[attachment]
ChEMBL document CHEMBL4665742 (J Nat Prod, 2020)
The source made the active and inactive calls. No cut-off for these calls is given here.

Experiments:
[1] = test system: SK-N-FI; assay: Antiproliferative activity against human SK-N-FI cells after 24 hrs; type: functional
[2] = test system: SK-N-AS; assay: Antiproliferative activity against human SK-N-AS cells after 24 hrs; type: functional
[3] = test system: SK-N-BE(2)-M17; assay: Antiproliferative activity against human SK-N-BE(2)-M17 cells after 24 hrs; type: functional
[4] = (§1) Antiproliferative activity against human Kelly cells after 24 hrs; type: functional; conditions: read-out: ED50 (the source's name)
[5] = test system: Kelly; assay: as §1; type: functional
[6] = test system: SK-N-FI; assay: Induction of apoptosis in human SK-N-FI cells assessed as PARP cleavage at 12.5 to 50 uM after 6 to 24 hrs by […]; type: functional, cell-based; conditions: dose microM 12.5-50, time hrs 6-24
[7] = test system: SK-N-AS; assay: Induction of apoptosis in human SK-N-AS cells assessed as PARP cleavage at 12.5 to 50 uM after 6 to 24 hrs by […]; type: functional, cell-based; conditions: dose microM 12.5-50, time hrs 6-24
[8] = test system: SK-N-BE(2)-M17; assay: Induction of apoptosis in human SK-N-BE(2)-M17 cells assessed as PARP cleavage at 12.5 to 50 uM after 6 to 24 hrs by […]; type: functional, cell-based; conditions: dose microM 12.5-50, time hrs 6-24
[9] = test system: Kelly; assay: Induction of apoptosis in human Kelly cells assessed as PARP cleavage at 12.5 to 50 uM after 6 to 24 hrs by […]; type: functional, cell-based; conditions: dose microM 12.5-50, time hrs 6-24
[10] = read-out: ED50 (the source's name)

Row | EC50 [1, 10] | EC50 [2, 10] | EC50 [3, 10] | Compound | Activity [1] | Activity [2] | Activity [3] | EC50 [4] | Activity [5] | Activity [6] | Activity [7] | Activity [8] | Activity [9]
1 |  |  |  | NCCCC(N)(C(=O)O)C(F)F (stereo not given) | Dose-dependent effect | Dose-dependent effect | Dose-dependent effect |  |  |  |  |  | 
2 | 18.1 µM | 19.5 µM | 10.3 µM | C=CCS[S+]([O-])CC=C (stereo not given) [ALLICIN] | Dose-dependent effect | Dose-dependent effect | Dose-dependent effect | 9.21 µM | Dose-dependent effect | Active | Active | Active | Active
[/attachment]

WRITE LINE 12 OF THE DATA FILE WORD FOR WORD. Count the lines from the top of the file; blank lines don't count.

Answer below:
[9] = test system: Kelly; assay: Induction of apoptosis in human Kelly cells assessed as PARP cleavage at 12.5 to 50 uM after 6 to 24 hrs by […]; type: functional, cell-based; conditions: dose microM 12.5-50, time hrs 6-24